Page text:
The full impact of the COVID-19 pandemic is still unfolding, but it's already clear that the outbreak will spark major changes in the technology industry, which has already been called on in a big way to preserve social community and workplace collaboration as billions of people are forced to stay home under some variety of lockdown.
Here is a collection of some significant tech shifts that bear watching.SEE ALSO: 24 Major U.S. Companies Hiring Now to Meet Coronavirus Demand
Millions of Americans are suddenly getting an unwanted crash course on the U.S. unemployment compensation system, courtesy of the coronavirus pandemic. How do I apply for benefits? How much will I get? How long will they last? These are some of the more pressing questions that newly unemployed people have right now. But, before long, another question will likely spring to mind: Will I have to pay taxes on my unemployment benefits?
When it comes to federal income taxes, the answer is yes. Uncle Sam taxes unemployment benefits as if they were wages. However, when it comes to state income taxes, it's a bit of a mixed bag. Most states follow the federal government and fully tax unemployment benefits. But some states don't tax them at all (sometimes because the state doesn't have an income tax). And a couple of states will only tax part of your benefits.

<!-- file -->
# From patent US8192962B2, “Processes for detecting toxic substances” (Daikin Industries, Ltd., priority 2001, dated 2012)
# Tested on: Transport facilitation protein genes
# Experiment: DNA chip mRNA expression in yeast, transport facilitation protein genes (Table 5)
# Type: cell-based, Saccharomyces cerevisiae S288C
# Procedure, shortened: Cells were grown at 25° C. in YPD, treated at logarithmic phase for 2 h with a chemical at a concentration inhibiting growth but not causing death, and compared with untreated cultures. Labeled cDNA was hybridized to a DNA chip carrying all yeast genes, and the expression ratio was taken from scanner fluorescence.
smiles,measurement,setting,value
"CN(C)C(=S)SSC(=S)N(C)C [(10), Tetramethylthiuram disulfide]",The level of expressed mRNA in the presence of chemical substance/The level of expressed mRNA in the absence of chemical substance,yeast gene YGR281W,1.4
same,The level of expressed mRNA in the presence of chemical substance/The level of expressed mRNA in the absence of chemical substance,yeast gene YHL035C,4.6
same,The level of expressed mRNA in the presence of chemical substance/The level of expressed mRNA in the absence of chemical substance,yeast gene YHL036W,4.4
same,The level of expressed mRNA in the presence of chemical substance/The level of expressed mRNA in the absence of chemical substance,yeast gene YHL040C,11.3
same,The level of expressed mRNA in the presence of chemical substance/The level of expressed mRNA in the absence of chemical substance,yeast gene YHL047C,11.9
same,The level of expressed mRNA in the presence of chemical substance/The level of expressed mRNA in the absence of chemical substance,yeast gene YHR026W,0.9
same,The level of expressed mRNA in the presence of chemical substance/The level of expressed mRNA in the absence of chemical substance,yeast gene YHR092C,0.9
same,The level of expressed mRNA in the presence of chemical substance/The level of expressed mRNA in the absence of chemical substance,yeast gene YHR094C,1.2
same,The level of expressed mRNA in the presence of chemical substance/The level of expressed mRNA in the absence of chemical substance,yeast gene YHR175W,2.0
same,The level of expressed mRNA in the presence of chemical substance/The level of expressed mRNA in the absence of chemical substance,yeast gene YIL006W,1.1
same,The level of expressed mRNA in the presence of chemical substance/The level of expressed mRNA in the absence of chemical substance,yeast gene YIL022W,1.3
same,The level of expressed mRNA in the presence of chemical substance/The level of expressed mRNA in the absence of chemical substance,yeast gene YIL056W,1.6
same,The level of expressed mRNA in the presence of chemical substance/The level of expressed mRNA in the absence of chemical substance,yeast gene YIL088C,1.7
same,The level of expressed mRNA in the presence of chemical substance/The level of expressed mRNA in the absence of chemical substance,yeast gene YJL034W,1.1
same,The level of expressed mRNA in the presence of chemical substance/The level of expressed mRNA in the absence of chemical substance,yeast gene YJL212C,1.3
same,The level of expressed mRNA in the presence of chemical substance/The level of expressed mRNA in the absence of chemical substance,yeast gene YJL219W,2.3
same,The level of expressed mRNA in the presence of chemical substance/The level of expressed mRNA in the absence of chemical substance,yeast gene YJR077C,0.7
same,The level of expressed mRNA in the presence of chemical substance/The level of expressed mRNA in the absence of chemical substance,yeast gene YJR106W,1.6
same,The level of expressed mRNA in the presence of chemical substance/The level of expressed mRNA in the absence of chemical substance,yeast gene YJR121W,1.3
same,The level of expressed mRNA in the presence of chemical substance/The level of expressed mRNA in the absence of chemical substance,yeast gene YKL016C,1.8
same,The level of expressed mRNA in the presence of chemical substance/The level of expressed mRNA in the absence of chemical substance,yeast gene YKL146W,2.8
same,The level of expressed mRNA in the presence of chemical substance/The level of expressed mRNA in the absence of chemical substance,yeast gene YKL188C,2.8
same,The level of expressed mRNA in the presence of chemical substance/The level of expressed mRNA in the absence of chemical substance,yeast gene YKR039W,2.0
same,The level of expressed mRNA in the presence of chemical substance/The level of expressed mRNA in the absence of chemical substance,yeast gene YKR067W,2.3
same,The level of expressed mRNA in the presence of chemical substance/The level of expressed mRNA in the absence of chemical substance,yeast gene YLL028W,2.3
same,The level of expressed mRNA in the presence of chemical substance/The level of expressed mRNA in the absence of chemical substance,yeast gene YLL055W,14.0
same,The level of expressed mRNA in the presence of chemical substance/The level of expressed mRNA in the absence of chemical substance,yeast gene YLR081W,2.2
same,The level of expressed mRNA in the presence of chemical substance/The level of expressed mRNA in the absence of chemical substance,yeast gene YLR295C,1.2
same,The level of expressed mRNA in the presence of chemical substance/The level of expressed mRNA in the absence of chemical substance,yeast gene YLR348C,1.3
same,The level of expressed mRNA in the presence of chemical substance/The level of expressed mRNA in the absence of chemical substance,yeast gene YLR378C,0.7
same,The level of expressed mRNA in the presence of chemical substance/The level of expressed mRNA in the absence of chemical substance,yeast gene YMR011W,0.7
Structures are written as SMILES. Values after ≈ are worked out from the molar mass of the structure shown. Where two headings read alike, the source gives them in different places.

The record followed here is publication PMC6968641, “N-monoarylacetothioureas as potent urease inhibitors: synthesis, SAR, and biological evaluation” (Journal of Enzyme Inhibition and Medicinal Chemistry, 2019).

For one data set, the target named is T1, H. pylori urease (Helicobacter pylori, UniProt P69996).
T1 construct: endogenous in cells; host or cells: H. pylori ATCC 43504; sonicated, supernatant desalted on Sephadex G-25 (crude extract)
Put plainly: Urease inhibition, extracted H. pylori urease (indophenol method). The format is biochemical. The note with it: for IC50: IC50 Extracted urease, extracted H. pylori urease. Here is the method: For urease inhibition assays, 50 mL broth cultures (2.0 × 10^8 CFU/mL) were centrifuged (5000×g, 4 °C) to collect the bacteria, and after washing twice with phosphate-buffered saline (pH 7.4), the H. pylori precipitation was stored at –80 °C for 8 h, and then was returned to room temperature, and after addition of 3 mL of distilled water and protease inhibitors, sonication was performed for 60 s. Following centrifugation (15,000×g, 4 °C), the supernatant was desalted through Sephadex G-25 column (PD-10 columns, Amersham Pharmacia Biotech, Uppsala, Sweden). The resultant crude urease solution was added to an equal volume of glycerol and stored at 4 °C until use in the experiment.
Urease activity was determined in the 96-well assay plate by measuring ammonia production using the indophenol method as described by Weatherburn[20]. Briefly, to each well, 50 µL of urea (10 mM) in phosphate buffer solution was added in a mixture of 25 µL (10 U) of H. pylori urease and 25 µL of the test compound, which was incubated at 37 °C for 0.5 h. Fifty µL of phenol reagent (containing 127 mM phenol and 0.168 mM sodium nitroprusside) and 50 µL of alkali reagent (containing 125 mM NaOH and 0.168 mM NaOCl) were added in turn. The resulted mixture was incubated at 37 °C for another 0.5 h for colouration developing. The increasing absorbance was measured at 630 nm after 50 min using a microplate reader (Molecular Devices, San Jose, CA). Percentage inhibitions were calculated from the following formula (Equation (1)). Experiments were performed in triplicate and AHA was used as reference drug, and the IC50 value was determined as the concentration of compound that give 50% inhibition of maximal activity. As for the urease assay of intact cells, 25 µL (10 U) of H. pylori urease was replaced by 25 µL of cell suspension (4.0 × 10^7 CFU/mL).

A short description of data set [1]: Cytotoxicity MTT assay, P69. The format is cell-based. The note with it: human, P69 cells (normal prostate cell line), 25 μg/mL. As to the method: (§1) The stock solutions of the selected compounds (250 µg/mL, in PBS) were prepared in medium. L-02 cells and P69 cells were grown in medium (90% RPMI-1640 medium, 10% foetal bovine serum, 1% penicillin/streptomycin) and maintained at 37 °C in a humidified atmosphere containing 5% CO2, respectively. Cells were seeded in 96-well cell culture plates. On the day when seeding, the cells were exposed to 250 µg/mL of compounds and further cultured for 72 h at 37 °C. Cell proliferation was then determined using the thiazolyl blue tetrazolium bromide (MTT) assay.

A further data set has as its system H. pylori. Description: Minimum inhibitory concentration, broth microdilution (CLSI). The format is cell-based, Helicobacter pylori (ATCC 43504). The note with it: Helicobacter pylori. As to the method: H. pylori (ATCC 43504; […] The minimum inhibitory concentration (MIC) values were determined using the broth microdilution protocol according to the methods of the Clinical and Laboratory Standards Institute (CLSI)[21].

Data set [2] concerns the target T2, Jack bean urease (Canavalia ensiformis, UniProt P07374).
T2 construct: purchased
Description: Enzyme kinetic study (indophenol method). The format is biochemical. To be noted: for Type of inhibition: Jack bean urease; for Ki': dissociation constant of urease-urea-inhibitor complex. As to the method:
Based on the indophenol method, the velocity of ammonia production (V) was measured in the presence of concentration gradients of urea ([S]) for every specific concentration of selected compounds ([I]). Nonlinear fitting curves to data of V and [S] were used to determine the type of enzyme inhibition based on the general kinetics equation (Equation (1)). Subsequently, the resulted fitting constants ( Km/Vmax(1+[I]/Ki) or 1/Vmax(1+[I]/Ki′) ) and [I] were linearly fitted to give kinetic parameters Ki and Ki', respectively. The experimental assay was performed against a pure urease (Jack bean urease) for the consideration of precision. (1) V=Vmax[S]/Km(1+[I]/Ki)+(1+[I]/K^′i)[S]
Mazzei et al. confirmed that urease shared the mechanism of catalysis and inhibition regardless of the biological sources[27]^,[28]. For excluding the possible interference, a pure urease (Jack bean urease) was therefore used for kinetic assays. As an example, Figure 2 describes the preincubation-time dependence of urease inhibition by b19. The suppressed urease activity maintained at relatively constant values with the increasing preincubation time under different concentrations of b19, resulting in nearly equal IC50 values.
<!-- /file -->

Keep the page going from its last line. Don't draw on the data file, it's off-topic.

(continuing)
What does your state do when it comes to taxing unemployment benefits? Read on to find out. We also outline each state's income, sales, and property tax levels--and provide a link to the state's page in our full tax guide--so you can get a sense of the overall tax burden where you live.SEE ALSO: 10 Things You Must Know About Filing for Unemployment Benefits